I am a biology teacher from Northern Ireland and I have been working at Nazarbayev Intellectual School, Aktobe in western Kazakhstan for over two years. Last summer as part of an ecology project I decided to help develop the vegetable plot and build a pond. The original idea came from discussions with my team teachers, Sholpan Karamurzina, Laura Ayanasova. We wanted to get the students involved in investigating pond species, water quality, horticulture and recycling. We also wanted to get the students out of the classroom and into the fresh air. Kazakhstan has quite a harsh climate, minus 40 in the winter, with howling winds and plus 40 in the summer. However May and June are very pleasant months so ‘we set to work’.
The first thing to organize was the pond. At the beginning of May Laura and the students designed the pond, complete with a waterfall. Next was the vegetable plot. Sholpan was the driving force behind this and she and the students planned the plot with precision.
The pond provided a great opportunity for the students to interact with each other and study the wildlife. The sights and sounds of the waterfall were enjoyed by the whole campus, in the sunshine, after a very long winter. We also had a very successful crop of vegetables and these were given to the canteen, so that the students could taste ‘the fruits of their labour’, and eat some nutritious food full of vitamins.
The skills and also health benefits the students gained from the ecology project:
- Planning: The students helped design the pond and the vegetable plot.
- Horticulture: The students planted tomatoes, potatoes, pumpkin, squash, beetroot, peppers, carrots, watermelon and courgettes.
- Ecology: We studied the local habitat and the water quality of the pond.
- Recycling: The students planted flowers and researched materials that they could use as seats for the pond. They used an old tree trunk and boulders as benches to sit on. The students also made ‘bird scarers’ from recycled materials.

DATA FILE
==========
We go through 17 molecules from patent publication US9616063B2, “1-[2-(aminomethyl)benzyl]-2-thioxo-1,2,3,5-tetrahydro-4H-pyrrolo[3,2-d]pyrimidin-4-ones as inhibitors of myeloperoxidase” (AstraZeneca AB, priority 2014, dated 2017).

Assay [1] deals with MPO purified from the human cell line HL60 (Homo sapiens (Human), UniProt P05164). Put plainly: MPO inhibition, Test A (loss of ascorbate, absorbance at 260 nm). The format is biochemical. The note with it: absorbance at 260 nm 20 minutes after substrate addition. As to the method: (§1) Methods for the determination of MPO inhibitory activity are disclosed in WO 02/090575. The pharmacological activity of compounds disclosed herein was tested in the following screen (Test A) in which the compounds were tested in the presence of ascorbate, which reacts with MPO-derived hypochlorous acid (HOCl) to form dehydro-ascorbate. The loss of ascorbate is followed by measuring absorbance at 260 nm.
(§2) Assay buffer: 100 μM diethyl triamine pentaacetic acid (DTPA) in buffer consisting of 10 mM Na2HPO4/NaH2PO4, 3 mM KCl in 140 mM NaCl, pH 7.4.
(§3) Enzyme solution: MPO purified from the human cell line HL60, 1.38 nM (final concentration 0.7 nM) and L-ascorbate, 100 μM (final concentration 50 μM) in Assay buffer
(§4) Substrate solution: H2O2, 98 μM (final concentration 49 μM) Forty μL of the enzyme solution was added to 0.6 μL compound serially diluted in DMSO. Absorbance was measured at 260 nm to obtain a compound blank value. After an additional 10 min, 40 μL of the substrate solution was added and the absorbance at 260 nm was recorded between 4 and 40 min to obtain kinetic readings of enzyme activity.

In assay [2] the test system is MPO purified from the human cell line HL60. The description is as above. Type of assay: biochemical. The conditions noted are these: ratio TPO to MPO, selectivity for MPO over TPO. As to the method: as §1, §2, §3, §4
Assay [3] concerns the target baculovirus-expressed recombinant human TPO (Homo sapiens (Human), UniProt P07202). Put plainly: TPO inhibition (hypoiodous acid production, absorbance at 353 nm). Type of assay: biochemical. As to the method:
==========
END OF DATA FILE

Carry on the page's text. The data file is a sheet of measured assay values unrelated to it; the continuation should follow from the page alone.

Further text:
- Experimentation: Growing British tomatoes, ‘Ailsa Craig’ and courgettes. A small part of the vegetable plot was set aside for the British plants. Kazakhstan is in the steppe and the British plants were getting battered by the wind on a daily basis, so the students came up with ways to shelter the plants. They protected the plants with recycled materials such as car tyres, shoe boxes and cardboard boxes. This very quickly became known as ‘skid row’
- Problem solving: At this stage the Kazakh plants in the main part of the vegetable plot had taken root and were growing at a phenomenal rate, undeterred by the wind. So the students decided to plant some of the British plants in with the Kazakh plants and to my relief they thrived.
- Teamwork: Working together for a common goal.
- Sharing: The vegetables were given to the canteen, so that the other students could enjoy the produce.
- Health benefits: Natural surroundings assist cognitive functions in children and can enhance psychological wellbeing.
This year we intend to continue our ecology project and I will help the students plant the British plants in amongst the hardy Kazakh plants.
This project has now evolved into more than an ecology project. It has taught students about integration and that different cultures can live in harmony alongside each other.
That was one lesson I didn’t think I would learn from growing tomatoes.
The organizers of the project: Sholpan Karamurzina, Laura Ayanasova and Joanne Brown